Monday, April 04, 2005

"The Point": All the Rubbish That Fits in Two Minutes

In Mark Hyman’s world, the New York Times is a biased, partisan propaganda rag, and the International Republican Institute is a source of “non-partisan” information.


Hyman cites the IRI (
which is exactly as non-partisan as the name implies) while complaining about a Times piece that discussed the frustration of many Iraqis feel concerning the delay in forming a functioning government. Hyman claims this runs “exactly counter to the facts” and through in the assertion that “within days” of the Iraqi elections, democratic reforms swept through Lebanon, Egypt, and Saudi Arabia (a statement which is both a non-sequitur and just plain wrong).

As for the IRI and its agenda, take a look at the fine piece by
Media Matters for America that details the membership of this conservative think tank, and decide whether or not this group is the best source of unbiased facts about the situation in Iraq.

Also note, however, that even if, for the sake of argument, one accepts the IRI findings that Iraqis are “hopeful” about the future, this in no way contradicts the Times piece. One can be hopeful about the long term future of one’s country and still be fed up with the current state of affairs. Ask me if I’m “hopeful” about the future of America, I’ll probably say yes. Ask me if I’m pleased with the current state of our government, and . . . well . . . you get the idea.

As far as pessimism goes, the charge that somehow the New York Times is making it up is untenable. As many of us noted in the aftermath of the elections in Iraq, forming a government is much harder than simply holding a vote The image of purple-fingered Iraqis leaving the polls was hopeful and heartwarming (despite the fact that many Iraqis, including the vast majority of Sunni Muslims, boycotted the election). But everyone can afford to be hopeful when you can still hope that the results will match your desires (compare your own feelings on November 3 and November 4 of last year to get a visceral feel for what the Iraqis are going through).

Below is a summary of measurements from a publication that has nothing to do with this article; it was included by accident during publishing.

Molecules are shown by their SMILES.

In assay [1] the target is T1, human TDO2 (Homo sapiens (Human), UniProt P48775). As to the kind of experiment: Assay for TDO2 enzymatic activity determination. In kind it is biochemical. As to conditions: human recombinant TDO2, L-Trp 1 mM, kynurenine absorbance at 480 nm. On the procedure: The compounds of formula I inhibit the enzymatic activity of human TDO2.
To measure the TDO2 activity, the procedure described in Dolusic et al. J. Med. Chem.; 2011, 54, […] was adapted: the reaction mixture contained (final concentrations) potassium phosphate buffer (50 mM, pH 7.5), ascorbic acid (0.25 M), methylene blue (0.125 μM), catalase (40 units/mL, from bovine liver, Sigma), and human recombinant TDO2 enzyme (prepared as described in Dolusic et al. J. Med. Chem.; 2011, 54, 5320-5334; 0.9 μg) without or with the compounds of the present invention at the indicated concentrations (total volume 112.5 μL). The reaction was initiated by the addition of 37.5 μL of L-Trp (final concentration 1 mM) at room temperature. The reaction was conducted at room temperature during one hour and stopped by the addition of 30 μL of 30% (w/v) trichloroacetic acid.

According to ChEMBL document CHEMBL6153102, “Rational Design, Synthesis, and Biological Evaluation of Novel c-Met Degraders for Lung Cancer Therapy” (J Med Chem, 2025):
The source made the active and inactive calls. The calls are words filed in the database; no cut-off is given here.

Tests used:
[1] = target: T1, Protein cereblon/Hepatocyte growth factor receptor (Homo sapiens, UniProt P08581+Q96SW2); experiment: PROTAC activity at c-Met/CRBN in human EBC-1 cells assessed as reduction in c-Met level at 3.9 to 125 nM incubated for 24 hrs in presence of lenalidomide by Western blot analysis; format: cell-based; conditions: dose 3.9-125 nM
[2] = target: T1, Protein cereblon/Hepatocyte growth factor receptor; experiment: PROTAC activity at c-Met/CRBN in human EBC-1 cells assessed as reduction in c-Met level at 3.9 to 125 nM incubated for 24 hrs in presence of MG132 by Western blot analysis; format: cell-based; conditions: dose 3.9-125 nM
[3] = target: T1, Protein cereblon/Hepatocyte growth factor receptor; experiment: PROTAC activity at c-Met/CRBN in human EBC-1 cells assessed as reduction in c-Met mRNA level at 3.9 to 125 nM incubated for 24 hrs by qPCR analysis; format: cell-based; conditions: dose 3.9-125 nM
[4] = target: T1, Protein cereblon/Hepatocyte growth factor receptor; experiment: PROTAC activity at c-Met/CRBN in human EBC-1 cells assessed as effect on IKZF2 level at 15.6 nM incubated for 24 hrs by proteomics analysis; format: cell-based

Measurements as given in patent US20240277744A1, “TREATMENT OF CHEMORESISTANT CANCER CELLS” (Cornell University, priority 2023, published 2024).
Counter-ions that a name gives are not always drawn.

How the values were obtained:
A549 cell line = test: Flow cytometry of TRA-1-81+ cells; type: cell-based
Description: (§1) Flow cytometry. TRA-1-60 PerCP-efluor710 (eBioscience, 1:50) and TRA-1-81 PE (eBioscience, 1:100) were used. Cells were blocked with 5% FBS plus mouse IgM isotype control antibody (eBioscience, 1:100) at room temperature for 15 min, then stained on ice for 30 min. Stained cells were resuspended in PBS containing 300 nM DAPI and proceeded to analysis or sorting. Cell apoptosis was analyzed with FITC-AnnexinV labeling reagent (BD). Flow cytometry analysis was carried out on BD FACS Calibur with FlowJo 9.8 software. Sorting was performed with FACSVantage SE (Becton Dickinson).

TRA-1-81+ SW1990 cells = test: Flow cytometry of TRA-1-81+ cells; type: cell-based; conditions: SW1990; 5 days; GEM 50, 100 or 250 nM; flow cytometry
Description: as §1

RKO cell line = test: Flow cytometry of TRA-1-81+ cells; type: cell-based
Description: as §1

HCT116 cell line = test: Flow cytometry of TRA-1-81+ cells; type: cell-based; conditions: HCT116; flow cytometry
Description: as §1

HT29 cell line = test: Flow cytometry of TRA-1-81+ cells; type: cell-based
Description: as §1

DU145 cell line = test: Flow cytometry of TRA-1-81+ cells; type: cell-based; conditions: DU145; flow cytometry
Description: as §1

The fact that the Iraqi government hasn’t even managed to agree on a speaker says all you need about the attitude most Iraqis must have toward their government. How could one not be frustrated? And they’re not alone.
U.S. officials are themselves now acknowledging that the road to a truly democratic government in Iraq will be far bumpier than first expected.

But Hyman’s rhetoric is predicated on things being good or bad, black or white, and simple to the point of being utterly detached from reality. Anyone who offers facts that suggest any complication of Hyman’s worldview (or at least the worldview he paints in his commentaries) is not simply mistaken, but evil. Hence, Hyman’s commentary ends with the despicable and idiotic statement that the New York Times “would like you to think Iraq was better off when Saddam Hussein was in charge.”

I need hardly mention that this claim was not supported by a single bit of evidence. Remember, Hyman is talking about the same New York Times that felt
compelled to admit that it accepted the Bush administration’s case for war in Iraq without the requisite journalistic skepticism and questioning. But Hyman has placed the Times in his constellation of “devil” terms that are to be invoked along with the “liberal media” and academic “failures” whenever these sources of information provide facts that Hyman would like his audience to ignore.

As we’ve seen before, Hyman tends to project his own conflicts, deficiencies, and shady motivations onto others, and we once again see that here. In fact, if we do just a minor bit of editing to Hyman’s words, we end up with a wonderfully succinct self-diagnosis by Mr. Hyman: the facts “do not support the message [Mark Hyman] is trying to spread. In its trademark arrogant way, [“The Point”] is working overtime to portray an attitude in Iraq that just does not exist.”

And that’s The Counterpoint.


At 6:11 PM, Anonymous Anonymous said...

Ted, the real problem is that Hyman has the megaphone and is using it to paint his and the administrations picture of reality for the sheeple to keep them in the heard. It is time to start calling this group of neo-cons what they really are and point out what they are doing to this country. There is nothing conservative about them, they are in fact neo-fascists, and they are driving this country to ruin with their foot on the accelerator through mass-media propaganda.
Thanks, and keep bustin' Hymen!
Mike B. in SC


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